Intervention from the White House and a court order have temporarily halted construction of the Dakota Access crude oil pipeline 20 miles (32km) on either side of Oahe Lake, part of the Missouri River in North and South Dakota.
The temporary restraining order halts construction along this 40-mile stretch. But pipeline construction continues apace elsewhere.
The pipeline is scheduled to go underneath Oahe Lake, near the Standing Rock Sioux reservation. Ironically, “Dakota” is the name of a local Native American tribe.
It has sparked a battle between Native Americans and their supporters on one side, and the financial capitalists behind the pipeline as well as the federal and North Dakota state governments on the other. This battle has become an explosive national issue.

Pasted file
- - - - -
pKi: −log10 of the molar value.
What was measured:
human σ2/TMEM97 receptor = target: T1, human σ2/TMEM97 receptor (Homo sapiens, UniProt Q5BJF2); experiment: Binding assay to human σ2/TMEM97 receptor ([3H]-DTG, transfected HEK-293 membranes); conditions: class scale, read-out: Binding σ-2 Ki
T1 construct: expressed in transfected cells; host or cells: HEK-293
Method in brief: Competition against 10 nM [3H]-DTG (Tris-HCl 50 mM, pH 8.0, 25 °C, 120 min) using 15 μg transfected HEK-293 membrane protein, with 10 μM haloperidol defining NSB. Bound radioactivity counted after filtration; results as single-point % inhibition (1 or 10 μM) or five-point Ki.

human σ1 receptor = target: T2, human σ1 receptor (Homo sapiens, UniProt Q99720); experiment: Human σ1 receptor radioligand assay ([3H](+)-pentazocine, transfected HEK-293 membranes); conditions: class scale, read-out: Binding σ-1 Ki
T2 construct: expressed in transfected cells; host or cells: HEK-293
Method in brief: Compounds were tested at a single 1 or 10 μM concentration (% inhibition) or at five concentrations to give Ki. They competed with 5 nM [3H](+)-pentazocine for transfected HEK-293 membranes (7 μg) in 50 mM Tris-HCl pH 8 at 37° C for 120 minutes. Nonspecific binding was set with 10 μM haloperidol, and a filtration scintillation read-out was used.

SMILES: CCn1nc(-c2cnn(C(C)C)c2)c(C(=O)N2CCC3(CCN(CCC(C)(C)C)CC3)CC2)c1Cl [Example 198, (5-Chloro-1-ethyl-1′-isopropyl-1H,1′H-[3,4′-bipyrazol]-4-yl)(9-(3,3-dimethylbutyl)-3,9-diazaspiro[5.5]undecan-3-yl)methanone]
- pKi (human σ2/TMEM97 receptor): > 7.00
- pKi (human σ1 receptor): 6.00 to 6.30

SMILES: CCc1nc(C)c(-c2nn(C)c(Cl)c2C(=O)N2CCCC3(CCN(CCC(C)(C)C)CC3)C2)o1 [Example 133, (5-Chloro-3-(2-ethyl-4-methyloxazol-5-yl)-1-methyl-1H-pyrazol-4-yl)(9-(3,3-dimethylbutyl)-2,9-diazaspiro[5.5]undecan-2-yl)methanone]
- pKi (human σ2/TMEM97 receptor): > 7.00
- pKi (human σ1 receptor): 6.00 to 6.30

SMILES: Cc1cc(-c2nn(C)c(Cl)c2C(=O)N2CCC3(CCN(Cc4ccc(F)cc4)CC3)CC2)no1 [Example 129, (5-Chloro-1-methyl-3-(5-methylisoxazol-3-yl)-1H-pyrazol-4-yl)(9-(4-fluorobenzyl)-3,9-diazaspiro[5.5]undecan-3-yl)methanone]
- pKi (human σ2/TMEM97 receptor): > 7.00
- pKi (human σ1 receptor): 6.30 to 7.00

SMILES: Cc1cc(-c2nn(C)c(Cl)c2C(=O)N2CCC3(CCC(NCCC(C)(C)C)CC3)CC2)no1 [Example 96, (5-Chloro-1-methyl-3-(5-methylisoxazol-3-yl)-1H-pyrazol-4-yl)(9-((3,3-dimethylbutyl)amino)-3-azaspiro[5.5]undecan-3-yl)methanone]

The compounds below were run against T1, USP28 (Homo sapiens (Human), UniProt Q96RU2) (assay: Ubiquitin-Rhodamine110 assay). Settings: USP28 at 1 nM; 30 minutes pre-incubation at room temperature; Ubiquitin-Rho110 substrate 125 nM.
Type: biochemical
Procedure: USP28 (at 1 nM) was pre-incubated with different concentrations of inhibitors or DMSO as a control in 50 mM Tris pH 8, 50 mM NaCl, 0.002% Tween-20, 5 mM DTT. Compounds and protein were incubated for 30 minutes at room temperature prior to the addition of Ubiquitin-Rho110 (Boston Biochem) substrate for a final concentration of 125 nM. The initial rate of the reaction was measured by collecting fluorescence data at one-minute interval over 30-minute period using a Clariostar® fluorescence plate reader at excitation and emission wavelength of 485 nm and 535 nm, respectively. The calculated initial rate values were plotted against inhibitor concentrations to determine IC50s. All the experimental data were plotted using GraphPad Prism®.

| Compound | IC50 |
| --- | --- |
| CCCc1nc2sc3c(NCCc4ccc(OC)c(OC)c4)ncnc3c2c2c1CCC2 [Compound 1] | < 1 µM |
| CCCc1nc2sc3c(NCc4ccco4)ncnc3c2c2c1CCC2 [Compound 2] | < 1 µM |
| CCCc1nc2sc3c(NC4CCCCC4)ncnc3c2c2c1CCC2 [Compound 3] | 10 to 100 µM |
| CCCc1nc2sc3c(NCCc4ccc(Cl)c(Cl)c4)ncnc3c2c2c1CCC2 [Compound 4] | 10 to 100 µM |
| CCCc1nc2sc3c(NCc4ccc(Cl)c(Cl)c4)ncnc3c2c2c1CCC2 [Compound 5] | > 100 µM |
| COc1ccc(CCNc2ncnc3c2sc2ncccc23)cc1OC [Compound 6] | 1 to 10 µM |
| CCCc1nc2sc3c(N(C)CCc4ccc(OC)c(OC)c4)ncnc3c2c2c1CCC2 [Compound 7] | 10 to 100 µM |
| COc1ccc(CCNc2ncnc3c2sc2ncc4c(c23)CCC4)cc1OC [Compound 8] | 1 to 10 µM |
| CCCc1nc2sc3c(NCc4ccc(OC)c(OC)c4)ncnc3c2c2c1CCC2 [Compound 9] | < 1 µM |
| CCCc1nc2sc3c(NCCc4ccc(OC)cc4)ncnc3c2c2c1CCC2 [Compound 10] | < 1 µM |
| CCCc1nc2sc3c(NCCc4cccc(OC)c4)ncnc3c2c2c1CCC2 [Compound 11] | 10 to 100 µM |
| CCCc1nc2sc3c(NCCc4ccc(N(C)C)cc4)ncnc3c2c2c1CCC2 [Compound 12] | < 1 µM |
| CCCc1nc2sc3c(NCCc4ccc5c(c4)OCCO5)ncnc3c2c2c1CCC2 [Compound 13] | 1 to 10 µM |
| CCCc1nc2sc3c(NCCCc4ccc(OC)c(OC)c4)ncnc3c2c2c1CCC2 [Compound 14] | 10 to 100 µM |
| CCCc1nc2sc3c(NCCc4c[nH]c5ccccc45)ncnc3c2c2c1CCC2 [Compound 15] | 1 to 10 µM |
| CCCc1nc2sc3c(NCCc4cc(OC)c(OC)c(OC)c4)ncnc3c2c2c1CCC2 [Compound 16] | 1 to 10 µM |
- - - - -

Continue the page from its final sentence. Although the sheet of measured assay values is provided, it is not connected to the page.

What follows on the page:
Opponents of the pipeline are preparing for a long struggle, which unites the issues of climate change due to fossil fuels, the dangers of polluting ground water and the Missouri River, the rights of Native Americans, and other issues. Among them is the corruption of “eminent domain” to allow capitalist plunderers to seize anyone’s land for private profit.
The US$3.8 billion Dakota Access pipeline would send 500,000 barrels of shale oil a day from the north-west side of North Dakota 1200 miles to Illinois. There, it would be further piped to refineries on the Gulf of Mexico.
Shale oil is extracted by fracking, which uses a great deal of water that is poisoned by added chemicals and seeps into ground water. Most of the refined products are to be sent to Asia, where its use will contribute to the greenhouse gases driving global warming.